Since movement artifacts are mostly of a transient nature, this means that there will regularly be a sudden rise or a strong variability in the signal energy. Therefore, two criteria are to be derived from the energy trend, together supplying a trigger for an interference suppression: 1. energy threshold, and 2. energy fluctuation.
The energy ej(t) is preferably newly calculated in the wavelet domain separately for each scale j) from the coefficients zi (j) from second to second:
Apart from the trend, a fluctuation Fj(t) of the energy ej(t) is determined, preferably from (on a logarithmic scale):
A threshold function Sj(t) is formed from the energy trend ej(t) by means of a rank function rankα (see above). The energy trend on which this is based extends suitably over a certain time period (preferably up to a maximum of 60 seconds) back into the past so as to allow a natural growth of the useful signal energy without causing a triggering mechanism.
The trigger for interference suppression is not generated until:
1. the energy fluctuation Fj(t) has exceeded a value of preferably 0.5, and
2. the energy ej(t) exceeds the threshold function Sj(t) by a factor p (p >1) within (preferably) 5 seconds after that.
The interference suppression is preferably switched off the moment the energy has dropped to ej(t)<p·Sj(t) again.
After triggering has taken place, the coefficients are sorted as to their quantitative values. Starting with the greatest coefficients, the energy of each coefficient is taken out until an energy level Rj=r·Sj(t) has been reached. A reference energy factor r renders it possible to indicate how deeply the interference suppression should take place, independently of the trigger threshold.
FIG. 4 shows an energy gradient of an interfered episode and the threshold value function derived therefrom, for example for the frequency band j=4, for a fivefold wavelet transform with a Coiflet-2. The energy scale was plotted on the abscissa in decibels so as to indicate the strong dynamics better. The thin line (400) shows the energy gradient, the bold line (410) the trigger level p·Sj, and the dotted line (420) the threshold value function Sj for rank functions with α=0.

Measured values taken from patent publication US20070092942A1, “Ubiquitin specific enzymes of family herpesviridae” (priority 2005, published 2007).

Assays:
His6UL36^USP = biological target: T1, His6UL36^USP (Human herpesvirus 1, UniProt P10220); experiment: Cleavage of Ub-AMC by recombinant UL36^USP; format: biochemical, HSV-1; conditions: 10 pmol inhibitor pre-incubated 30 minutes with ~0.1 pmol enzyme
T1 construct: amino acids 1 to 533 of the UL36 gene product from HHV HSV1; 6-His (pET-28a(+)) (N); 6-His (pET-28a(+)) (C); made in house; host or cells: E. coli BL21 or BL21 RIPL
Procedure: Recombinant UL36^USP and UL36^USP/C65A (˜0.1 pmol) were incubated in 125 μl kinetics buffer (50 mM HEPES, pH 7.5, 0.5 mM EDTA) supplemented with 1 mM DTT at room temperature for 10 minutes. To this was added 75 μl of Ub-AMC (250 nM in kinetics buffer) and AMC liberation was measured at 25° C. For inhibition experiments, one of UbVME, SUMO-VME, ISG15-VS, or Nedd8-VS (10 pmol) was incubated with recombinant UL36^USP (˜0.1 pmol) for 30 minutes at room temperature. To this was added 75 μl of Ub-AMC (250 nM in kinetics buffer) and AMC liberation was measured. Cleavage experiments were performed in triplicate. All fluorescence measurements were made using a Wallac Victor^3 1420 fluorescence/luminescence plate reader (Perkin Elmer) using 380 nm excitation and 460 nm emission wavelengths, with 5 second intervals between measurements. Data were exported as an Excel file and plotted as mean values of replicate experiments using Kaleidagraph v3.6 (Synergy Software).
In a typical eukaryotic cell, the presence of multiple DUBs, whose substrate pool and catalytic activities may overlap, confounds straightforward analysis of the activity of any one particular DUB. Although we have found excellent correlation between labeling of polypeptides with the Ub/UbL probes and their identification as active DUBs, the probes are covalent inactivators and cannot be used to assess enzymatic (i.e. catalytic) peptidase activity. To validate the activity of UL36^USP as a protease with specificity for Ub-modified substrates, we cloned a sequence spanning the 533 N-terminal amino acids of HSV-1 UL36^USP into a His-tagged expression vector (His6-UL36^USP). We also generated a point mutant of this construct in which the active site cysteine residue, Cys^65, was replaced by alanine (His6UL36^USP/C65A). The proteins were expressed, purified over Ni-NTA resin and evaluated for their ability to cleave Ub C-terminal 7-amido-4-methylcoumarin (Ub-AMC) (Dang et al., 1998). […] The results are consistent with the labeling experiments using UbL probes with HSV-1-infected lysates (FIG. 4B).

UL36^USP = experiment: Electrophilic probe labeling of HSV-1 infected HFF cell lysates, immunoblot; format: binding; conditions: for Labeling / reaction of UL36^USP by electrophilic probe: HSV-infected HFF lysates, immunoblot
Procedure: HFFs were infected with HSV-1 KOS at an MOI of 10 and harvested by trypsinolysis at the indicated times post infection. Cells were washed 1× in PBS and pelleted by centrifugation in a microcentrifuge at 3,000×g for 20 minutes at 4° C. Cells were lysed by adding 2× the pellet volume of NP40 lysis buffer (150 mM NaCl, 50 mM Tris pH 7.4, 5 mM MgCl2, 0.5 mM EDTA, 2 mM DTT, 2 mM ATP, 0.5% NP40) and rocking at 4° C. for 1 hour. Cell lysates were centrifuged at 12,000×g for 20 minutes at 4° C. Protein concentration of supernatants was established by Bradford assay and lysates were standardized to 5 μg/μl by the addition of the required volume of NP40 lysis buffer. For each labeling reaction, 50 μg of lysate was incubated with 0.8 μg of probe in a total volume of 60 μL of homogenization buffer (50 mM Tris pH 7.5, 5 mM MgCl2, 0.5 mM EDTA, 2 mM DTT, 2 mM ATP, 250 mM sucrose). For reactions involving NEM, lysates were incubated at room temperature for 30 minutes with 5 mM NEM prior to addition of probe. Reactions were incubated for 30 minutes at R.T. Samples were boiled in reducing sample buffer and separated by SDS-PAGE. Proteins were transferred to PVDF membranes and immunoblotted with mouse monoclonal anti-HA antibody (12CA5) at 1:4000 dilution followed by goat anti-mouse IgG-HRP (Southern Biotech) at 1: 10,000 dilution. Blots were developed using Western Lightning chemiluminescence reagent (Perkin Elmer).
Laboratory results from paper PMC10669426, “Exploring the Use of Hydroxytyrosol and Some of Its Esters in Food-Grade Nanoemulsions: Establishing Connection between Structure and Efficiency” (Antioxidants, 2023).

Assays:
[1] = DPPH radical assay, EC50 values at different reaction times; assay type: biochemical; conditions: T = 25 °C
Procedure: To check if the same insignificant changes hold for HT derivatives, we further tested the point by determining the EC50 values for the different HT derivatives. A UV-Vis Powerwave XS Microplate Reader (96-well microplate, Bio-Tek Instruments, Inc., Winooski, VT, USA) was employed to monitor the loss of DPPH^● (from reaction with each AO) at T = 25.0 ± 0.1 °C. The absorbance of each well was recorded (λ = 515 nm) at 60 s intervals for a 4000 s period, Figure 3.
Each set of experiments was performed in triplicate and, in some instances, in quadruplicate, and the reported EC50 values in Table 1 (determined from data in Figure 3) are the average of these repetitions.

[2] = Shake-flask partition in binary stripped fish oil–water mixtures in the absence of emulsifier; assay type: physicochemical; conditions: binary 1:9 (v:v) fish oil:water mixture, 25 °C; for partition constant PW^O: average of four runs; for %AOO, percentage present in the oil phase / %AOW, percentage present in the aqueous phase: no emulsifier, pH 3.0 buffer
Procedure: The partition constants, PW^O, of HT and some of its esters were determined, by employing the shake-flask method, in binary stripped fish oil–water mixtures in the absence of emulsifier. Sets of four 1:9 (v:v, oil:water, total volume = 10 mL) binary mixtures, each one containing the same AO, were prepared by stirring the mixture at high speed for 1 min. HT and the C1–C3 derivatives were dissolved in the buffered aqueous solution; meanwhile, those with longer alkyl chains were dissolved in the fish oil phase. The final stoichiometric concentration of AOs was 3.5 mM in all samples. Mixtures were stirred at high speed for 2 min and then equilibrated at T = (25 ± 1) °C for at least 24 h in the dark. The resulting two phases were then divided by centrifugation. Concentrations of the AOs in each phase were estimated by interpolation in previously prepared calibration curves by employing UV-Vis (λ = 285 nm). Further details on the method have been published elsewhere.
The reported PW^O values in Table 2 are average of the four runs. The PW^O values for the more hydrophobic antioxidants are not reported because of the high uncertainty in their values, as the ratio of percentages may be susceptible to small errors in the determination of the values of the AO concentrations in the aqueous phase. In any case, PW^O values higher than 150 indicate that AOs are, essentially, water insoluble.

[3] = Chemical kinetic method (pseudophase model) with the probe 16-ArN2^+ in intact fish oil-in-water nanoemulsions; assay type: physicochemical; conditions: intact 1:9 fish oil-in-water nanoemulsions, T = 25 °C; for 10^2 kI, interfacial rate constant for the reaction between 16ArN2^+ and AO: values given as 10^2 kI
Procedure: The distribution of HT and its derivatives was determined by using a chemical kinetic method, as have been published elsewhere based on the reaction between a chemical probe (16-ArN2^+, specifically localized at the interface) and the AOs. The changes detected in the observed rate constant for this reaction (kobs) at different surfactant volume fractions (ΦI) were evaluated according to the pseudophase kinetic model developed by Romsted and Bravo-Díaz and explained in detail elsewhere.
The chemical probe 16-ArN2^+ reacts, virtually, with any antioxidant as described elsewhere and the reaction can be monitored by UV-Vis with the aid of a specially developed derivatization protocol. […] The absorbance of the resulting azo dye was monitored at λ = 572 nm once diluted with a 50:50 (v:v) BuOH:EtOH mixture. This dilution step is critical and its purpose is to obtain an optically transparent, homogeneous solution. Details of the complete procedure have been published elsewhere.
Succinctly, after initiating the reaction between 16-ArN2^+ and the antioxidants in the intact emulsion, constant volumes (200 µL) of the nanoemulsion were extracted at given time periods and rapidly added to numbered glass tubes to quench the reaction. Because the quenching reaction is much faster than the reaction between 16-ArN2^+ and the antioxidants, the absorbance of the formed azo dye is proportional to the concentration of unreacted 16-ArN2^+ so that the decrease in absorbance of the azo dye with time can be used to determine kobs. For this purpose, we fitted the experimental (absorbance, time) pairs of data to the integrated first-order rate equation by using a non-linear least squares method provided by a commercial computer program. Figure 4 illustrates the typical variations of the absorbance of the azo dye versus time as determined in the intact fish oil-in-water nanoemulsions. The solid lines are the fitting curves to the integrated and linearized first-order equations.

The introduction of the energy fluctuation F was found to be particularly advantageous for the purpose of not triggering an interference suppression in the case of a signal with a strong amplitude variation, but without interference, since otherwise the result would be an incorrect weakening of the signal, which will usually lead to an SpO2 error. Investigations have shown that the energy levels in the frequency bands fluctuate on average no more than by F(t)=0.19 in the case of episodes without interference, whereas in the case of interferences F(t)=0.40. The value of 0.5 is practically not exceeded in the case of standard signals at the moment, so that it would seem to be a suitable identification threshold for interferences.
As was noted above, this triggering takes place preferably independently for all scales. The red and infrared channels are also tested independently of one another. It was found, however, that it is better to synchronize these triggerings between the channels. The coefficients of both channels are reduced also if only one of the coefficients triggers the interference suppression. The coefficient positions shown in the example of FIGS. 3C to 3E are valid for both colors; the degree of reduction, however, will usually be different. This forced synchronization prevents a false ratio from arising when one channel lies above the trigger threshold level, but the other one remains just below it. If reduction should take place at an average level of the non-interfered coefficient, this will hardly be a disadvantage, because the forcedly manipulated coefficient will hardly undergo an amplitude change anyway if it is without interference.
Overall, the choice of the interference suppression parameters must be carefully weighed. Because of the strongly non-linear operation, a too strong interference suppression will lead to additional interferences and thus to errors instead of eliminating them. A too weak interference suppression renders the method ineffective. The following example of parameters was found to be a favorable parameter set.